poly: Solar system development

From: Damien R. Sullivan <phoenix@ugcs.caltech.edu>
Date: Thu Dec 11 1997 - 11:51:20 PST

To ratchet the eschatology down a few orders of magnitude...

I tried out on some friends the idea that the solar system will probably
be fully developed in 5000 years. The responses I got were "that's not
realistic" and "why would we want to grow that fast?". As I'd already
mentioned my parameters, and as even the most developed countries today
get worried if they grow less than 2% a year, I didn't know what to say.

The calculation itself is simple. Assume that the total economy can
maintain a doubling rate of once a century (annual rate a stunning 0.7%)
I figure this is low enough to avoid pollution or transportation
problems. Then 5000 years == 50 generations < 10^15 growth. World
civilization now uses a few terawatts (not counting the benefits we get
from ecological energy use) which gives power use then of at least 10^27
watts. 5 billion people times 200 kilograms per person (minimal limit)
gives 10^12 kilograms mobilized by humans now, or 10^27 kg then. So the
simple result is that we would be using the mass of Jupiter and a few
times the energy of the Sun in 5 millennia. The real point is not
whether we'll have disassembled Jupiter or Dysoned the Sun or not, but
that saturation is quite easy to achieve.

This result is more relevant in discussions of science fiction, as I
feel it shows that almost all SF which takes place more than a few
centuries from now suffers from severe lack of imagination. Not that
this is any great surprise.

More sophisticated calculations: at First World growth of 3% saturation
occurs in 1250 years. But the First World may already be a saturated
economy; properly developing economies currently grow at around 10%. 3%
is the maximum population growth humans can sustain, I think (just in
terms of breeding) but if the amount controlled by each person grows by
3% then such a fast economic growth might be sustainable over a long

I tried finding on the web population statistics for colonial America,
the California gold rush, or Australia, i.e. what growth driven by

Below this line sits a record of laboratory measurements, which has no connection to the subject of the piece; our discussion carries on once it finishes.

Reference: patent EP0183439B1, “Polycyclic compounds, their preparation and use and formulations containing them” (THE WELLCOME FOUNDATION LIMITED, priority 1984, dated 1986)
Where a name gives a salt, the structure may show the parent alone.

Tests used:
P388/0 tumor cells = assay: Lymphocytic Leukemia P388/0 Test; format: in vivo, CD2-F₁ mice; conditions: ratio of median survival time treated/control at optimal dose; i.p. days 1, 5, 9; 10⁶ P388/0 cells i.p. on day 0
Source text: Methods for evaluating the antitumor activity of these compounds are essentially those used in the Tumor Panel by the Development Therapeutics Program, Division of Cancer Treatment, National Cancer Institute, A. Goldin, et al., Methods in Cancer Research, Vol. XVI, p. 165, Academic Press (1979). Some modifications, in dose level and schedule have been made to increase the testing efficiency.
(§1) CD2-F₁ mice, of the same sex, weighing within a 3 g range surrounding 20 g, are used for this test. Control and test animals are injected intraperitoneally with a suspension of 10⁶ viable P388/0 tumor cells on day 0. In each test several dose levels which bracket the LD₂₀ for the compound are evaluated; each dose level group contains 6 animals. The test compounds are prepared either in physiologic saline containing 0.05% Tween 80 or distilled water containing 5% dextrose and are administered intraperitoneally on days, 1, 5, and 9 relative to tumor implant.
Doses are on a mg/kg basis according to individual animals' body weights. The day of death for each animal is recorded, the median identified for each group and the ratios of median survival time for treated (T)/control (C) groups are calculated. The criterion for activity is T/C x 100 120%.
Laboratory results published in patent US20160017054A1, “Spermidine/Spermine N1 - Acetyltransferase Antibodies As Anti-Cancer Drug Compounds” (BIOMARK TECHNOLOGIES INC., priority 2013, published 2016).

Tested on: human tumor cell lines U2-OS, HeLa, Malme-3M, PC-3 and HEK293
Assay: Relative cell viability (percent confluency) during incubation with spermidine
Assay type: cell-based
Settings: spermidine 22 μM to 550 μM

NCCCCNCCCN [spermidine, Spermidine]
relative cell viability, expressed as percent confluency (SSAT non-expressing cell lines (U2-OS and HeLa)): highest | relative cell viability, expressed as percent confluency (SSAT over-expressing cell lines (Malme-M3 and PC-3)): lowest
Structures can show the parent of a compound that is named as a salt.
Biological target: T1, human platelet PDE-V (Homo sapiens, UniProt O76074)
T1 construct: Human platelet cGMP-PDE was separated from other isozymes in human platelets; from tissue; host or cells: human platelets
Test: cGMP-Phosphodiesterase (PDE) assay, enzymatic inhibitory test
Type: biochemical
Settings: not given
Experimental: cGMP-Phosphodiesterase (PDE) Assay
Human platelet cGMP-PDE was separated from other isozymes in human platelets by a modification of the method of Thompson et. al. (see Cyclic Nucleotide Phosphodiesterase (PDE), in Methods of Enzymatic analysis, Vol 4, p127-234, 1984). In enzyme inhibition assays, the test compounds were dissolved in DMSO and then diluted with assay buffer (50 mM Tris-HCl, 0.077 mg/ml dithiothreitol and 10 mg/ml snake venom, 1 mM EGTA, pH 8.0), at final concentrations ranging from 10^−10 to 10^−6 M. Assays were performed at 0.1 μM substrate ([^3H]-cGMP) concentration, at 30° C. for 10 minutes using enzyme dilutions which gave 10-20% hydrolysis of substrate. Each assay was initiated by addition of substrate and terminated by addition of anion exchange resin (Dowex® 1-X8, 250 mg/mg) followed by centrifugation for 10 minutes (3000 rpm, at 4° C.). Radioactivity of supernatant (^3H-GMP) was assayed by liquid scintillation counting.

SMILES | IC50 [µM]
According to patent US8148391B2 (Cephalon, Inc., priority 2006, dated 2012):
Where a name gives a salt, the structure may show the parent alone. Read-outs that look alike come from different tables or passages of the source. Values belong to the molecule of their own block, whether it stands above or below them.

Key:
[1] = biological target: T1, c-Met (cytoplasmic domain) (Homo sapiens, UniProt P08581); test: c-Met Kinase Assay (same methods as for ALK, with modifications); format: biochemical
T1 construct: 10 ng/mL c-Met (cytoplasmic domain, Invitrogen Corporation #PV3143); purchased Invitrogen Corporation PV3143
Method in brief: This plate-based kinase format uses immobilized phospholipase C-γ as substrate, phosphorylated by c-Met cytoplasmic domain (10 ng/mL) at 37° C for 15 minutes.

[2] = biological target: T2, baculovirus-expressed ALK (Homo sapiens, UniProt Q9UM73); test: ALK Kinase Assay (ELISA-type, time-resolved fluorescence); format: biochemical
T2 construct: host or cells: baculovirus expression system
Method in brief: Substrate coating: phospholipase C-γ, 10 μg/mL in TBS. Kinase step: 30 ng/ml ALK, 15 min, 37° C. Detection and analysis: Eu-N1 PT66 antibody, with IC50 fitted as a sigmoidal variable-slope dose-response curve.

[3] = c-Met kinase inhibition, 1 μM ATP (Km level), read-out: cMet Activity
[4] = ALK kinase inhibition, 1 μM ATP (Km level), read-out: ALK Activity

frontier exploitation rather than technological advancement might be;
the best I found easily was Australia more than doubling each decade
between 1825 and 1861; presumably that was in large part immigration,

10% growth puts Jupiter-saturation at most 350 years away, which I'm not
sure I believe. Of course AI-type advances affect what's possible.
Minds can be copied, so reproduction doesn't take 20 years; and fast
minds could speed up technology. But I'm looking for the lower end of
conservative predictions. Too many new assumptions label the crackpot,
in popular debate.

At this point I start thinking about the form of development. If people
like to stick themselves onto existing rocks I can see an explosive
development of the available surface area which rapidly levels off,
especially if settlements don't like to turn inside-out the rock they're
living on. I don't think the terrestrial surface area of the system
amounts to ten times that of Earth, so saturation could occur within 100
years of a decent expansion into space, at 2.5% growth. Here
saturation implies colonies covering the Moon, Mercury, Venus, Mars, the
asteroids, etc. If species in general behave this way it could explain
why the universe isn't dimmed; local pressures favor short-term
development which inhibits more thorough development later. Couple
this with a high risk in fast interstellar travel and the Fermi paradox
gets a new shot of life, if not a large one.

If people, or an HPLD, favor settlement in wholly artificial habitats,
then I think rapid strip-mining of any available occurs. As you'd want
to avoid gravity wells at first, a time-lapse view of the solar system
would show the asteroids, and then the planets, evaporating into the
mist of a diffuse Dyson sphere. A proper time estimate for this would
use differential equations, or a simulation, which is more work than I
feel the issue is worth just now, except for programming practice.

-xx- GSV The Low Golden Willow X-)

We are animals who are becoming gods. We should expect some of our
higher accomplishments to shock our lower selves. But we should not let
shock decide our lives or policies.
Received on Thu Dec 11 19:44:42 1997

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